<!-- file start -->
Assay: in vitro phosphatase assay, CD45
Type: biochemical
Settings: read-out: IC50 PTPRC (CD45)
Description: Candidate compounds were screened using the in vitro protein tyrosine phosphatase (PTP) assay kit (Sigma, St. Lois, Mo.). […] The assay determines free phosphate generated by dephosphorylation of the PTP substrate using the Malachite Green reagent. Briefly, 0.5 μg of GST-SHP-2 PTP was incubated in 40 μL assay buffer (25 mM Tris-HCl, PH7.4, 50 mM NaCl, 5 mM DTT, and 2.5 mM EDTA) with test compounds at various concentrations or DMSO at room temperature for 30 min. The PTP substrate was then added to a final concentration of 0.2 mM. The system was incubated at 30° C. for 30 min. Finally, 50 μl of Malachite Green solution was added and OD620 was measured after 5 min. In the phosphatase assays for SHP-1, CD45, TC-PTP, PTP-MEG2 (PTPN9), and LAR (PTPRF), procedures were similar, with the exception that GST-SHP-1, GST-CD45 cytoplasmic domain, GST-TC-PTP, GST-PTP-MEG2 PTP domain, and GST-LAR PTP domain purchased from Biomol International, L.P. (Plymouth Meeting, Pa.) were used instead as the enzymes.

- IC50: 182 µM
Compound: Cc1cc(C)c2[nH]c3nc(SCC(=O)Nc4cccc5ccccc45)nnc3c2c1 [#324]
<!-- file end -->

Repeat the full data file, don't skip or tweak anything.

Assay: in vitro phosphatase assay, CD45
Type: biochemical
Settings: read-out: IC50 PTPRC (CD45)
Description: Candidate compounds were screened using the in vitro protein tyrosine phosphatase (PTP) assay kit (Sigma, St. Lois, Mo.). […] The assay determines free phosphate generated by dephosphorylation of the PTP substrate using the Malachite Green reagent. Briefly, 0.5 μg of GST-SHP-2 PTP was incubated in 40 μL assay buffer (25 mM Tris-HCl, PH7.4, 50 mM NaCl, 5 mM DTT, and 2.5 mM EDTA) with test compounds at various concentrations or DMSO at room temperature for 30 min. The PTP substrate was then added to a final concentration of 0.2 mM. The system was incubated at 30° C. for 30 min. Finally, 50 μl of Malachite Green solution was added and OD620 was measured after 5 min. In the phosphatase assays for SHP-1, CD45, TC-PTP, PTP-MEG2 (PTPN9), and LAR (PTPRF), procedures were similar, with the exception that GST-SHP-1, GST-CD45 cytoplasmic domain, GST-TC-PTP, GST-PTP-MEG2 PTP domain, and GST-LAR PTP domain purchased from Biomol International, L.P. (Plymouth Meeting, Pa.) were used instead as the enzymes.

- IC50: 182 µM
Compound: Cc1cc(C)c2[nH]c3nc(SCC(=O)Nc4cccc5ccccc45)nnc3c2c1 [#324]